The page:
Business decisions are driven by aesthetics When I was living in Oxford, I met an American called Michael Black, who is a former MD of the American Stock Exchange. He is now based at Blackfriars, the Dominican house at the University, where he specialises in the study of the theology of business. In conversation with him one day, he told me a surprising thing. When one examines what motivates people to make the business decisions they do, contrary to what most people assume (even those who make the decisions), it is neither pay nor profit that is the primary motivator.
When he examined actual behaviour and decisions made it suggested something else to him. ‘However, you structure a pay or commission scheme,’ he told me, ‘people act in accordance with the company culture rather than what the commission scheme is motivating them to do. Also you might think, at least for the management within the company, that profit would be the strong motivator; and at one level it is. Except that the way that profit is defined depends upon what is valued, and in practice that varies from company to company. Even standard accounting practices allow for a whole range of definitions of profit.’
If you go to the root of the decision making process, he says, you always find a set of arbitrary assumptions about what the company ought to be doing. Some businessmen may like to think that they act purely by reason, but in fact like everyone else in all walks of life, decisions are made by applying reason to empirically gained information in accordance with assumed principles. What really piqued my interest was Michael’s assertion the choice of starting assumption is at source and aesthetic one; consistent with an innate sense of what is in harmony with the core values of the individual. In other words, whether they are aware of it or not, people choose what they believe to be beautiful.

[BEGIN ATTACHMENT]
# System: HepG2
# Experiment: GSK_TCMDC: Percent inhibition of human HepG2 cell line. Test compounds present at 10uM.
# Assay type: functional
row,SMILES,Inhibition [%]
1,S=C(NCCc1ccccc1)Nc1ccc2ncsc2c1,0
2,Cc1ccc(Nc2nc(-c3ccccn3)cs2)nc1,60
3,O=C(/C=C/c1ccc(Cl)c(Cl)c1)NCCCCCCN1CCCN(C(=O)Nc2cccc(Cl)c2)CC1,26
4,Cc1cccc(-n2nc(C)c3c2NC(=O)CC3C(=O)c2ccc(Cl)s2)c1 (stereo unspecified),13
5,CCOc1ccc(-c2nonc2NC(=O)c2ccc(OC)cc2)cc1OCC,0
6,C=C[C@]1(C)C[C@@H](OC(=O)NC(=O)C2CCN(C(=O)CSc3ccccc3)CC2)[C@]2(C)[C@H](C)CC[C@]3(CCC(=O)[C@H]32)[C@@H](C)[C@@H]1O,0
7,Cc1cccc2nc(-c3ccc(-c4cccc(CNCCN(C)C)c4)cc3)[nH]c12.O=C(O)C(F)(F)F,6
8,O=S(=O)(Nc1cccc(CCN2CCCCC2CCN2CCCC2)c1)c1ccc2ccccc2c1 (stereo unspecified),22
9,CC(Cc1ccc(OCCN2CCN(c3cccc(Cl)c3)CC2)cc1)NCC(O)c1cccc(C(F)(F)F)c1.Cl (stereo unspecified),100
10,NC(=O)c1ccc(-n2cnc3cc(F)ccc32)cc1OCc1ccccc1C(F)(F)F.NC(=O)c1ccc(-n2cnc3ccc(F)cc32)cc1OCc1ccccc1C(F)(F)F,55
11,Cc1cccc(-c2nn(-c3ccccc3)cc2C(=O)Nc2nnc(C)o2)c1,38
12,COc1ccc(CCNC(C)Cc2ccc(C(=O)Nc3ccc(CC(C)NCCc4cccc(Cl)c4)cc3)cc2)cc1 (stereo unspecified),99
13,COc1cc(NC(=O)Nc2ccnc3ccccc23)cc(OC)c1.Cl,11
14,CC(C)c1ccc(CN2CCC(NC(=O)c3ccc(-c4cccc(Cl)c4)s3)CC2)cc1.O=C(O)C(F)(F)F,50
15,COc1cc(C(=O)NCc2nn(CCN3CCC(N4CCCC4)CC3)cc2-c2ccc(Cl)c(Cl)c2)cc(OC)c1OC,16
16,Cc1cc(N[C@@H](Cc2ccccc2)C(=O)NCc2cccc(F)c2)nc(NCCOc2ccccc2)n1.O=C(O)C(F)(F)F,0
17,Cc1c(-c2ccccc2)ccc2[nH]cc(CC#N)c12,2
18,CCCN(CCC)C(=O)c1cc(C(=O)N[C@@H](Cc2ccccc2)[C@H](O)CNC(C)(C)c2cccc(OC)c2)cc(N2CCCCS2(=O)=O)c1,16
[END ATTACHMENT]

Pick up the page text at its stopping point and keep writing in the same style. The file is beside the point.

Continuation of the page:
This means therefore, that an education in beauty is an education in business practice. When we apprehend beauty, we do so intuitively. Therefore, an education that improves our ability to apprehend beauty, as Thomas More College’s Way of Beauty does, develops also our intuition. All creativity is at source an intuitive process so this education develops creativity also.
Beauty like morality is a principle (or perhaps a set of principles) that guides our freely chosen activities, helping us to make good choices. Morality tends to work on a negative basis – it cuts out options that are bad. In contrast, beauty is a principle that operates on a positive basis – it presents new possibilities in the form of new ideas that are in harmony with the common good. Choosing what is beautiful will invoke the principle of ‘superabundance’. Superabundance is the creation of wealth out of nothing that Pope Benedict XVI describes in his last encyclical, and which I describe here.
The ‘company culture’ is formed from the aggregate of the values of the people within in. By values I mean what they believe to be good. People flourish within the company when they act in harmony with its culture. And in turn, ultimately, a company will flourish as God intends when its culture is in accord with the common good.
Of course, any culture can be good, or it can be bad. However, Catholics who have a deep understanding of what culture really is (or at least what it ought to be) are in a position therefore, to create a culture that is in harmony with the cult that sustains and perfects all that we do, that is the liturgy of the Church with the Mass at its centre. The Way of Beauty is rooted in the premise that Catholic culture, in its broadest sense, is rooted in liturgy.
The photographs are of a selection of 18th century mill buildings.